– Developing a foundation of trust
– Motivating and educating the stakeholders to become more active participants
– Providing access to stakeholder knowledge and skills
– Facilitating individual freedom and control
– Encouraging emotional/aspirational co-creativity and participation.

    Successful evolution of the organization to a Human Business Design Enterprise requires them to find the appropriate locus of learning, between both market and non-market sources of ideas and knowledge. Most established firms are still trying to access these autonomous idea pools using industrial age logic and rational economic arguments, and, in most cases, tired and outdated marketing efforts where the emphasis is on surface-level tinkering of the customer engagement model, not a complete realignment and reorientation.

    Enterprises have to understand that each business, with money and investment in structures, is no more than its people within and its people outside (all stakeholders). Enterprises need to rely more on people and bridge their left-brain thinking demands with the desires of people to focus more on their right-brain capabilities.

    More than 10 years ago, the Cluetrain Manifesto exclaimed “Business is fundamentally human”. We need to stop treating stakeholders as “resources” and regard each stakeholders as clients with their own interests, desires and drivers.

    If you want to learn more about Human Business Design and how we can help you implementing these principles into your organization, feel free to contact me at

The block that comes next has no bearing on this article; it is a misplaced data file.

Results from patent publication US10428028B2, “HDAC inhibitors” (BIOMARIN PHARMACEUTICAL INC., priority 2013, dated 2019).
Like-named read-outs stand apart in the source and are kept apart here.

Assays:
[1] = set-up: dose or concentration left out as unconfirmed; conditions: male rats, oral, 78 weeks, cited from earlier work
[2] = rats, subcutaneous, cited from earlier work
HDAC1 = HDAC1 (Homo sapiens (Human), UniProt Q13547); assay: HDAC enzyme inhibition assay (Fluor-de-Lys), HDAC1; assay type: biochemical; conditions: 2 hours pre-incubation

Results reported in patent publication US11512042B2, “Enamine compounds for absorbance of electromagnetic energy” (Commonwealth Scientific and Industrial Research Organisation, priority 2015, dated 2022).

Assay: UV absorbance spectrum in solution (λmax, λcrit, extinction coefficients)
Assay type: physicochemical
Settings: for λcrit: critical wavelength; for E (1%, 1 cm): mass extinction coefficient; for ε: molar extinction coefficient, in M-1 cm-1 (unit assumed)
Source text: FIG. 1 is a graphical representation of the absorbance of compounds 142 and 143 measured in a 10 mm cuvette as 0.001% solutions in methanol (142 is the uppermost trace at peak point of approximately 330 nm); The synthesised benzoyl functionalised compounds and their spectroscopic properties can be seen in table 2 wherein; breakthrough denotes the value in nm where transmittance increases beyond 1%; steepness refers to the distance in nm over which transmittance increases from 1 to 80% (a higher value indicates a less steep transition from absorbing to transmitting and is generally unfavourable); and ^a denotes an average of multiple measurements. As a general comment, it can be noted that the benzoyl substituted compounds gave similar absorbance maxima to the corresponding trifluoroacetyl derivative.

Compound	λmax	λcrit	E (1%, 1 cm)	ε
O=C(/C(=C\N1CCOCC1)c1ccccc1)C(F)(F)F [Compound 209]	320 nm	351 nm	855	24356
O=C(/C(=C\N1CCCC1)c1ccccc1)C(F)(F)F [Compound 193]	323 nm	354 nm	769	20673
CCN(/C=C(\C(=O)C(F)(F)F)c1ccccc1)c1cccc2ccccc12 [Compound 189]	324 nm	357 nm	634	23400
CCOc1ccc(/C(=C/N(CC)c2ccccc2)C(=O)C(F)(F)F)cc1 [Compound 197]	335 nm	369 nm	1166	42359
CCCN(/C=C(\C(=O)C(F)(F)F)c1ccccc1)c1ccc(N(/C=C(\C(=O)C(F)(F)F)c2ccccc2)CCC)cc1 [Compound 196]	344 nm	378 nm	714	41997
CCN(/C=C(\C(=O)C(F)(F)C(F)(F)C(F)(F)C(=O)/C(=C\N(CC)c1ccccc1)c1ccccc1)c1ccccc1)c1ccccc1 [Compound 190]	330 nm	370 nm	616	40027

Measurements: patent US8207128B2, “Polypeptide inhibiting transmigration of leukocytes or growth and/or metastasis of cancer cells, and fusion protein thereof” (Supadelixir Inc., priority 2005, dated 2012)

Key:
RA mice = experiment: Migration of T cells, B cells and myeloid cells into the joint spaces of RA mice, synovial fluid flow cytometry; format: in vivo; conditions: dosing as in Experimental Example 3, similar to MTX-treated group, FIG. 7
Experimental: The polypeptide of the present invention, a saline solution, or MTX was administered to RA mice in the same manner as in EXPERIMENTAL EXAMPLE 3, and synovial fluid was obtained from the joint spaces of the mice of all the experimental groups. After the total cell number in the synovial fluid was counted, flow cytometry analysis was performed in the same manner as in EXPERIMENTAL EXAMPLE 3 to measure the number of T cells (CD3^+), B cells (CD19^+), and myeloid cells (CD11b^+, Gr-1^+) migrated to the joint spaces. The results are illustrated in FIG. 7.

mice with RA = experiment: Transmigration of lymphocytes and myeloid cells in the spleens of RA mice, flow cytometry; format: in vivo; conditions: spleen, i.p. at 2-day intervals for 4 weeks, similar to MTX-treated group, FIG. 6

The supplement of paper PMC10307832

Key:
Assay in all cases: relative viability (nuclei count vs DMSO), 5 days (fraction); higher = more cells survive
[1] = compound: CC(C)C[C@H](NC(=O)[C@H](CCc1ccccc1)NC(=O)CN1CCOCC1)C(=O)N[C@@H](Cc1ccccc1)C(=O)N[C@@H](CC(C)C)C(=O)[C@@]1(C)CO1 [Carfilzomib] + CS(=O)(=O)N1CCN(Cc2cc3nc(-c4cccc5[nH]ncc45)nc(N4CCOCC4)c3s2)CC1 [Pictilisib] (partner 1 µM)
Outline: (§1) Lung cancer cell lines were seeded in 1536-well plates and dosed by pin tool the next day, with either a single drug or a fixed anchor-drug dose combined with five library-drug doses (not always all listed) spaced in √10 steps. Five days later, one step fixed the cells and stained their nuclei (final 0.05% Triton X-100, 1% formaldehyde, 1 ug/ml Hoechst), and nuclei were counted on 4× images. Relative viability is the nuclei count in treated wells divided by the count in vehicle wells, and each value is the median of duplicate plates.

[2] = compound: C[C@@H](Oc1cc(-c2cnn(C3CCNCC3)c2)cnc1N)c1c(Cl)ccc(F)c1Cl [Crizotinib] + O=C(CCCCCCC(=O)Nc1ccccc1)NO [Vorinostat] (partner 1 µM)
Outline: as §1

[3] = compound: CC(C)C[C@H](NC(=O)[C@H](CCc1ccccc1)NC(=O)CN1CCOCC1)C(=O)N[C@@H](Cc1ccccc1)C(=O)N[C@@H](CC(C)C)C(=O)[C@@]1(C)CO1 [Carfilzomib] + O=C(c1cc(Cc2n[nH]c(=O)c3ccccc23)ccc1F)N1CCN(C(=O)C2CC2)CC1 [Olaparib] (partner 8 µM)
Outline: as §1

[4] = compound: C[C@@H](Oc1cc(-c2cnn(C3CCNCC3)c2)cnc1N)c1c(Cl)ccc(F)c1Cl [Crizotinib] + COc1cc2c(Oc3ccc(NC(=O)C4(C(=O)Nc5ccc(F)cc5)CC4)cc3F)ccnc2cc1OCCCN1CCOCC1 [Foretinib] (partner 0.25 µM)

And, all previous installments for this series, can be found here:

    Part 1Part 2Part 3Part 4Part 5Part 6Part 7Part 8Part 9Part 10Part 11Part 12


    Development is not something that is done to an individual or group; it is something they do to themselves. It is an increase in the ability and desire to satisfy one’s needs and legitimate desires and those of others. It is a matter of learning, not earning. No one can learn for another, but one can encourage and facilitate the learning of another. Development is not a matter of how much one has, but how much one can do with whatever one has and what resources can create out of what is available.

    Organizational development requires leadership, which is primarily an aesthetic activity. One who leads development must inspire pursuit of a vision in whose production the leader had a hand. A vision is a picture of a state more desirable than the one that the organization currently is in. Leadership must also faciliate development of the strategy, tactics, and operations by whose means the vision can be pursued. Since the vision is often one of an ideal that can never be attained, though it may be approached continuously, leadership must see to it that the pursuit itself is satisfying, that it is fun as well as meaningful and valuable. Effective pursuit of an ideal requires the leader to extract the best possible effort from those who follow. In a corporation, this requires providing nothing less than a very high quality of work life.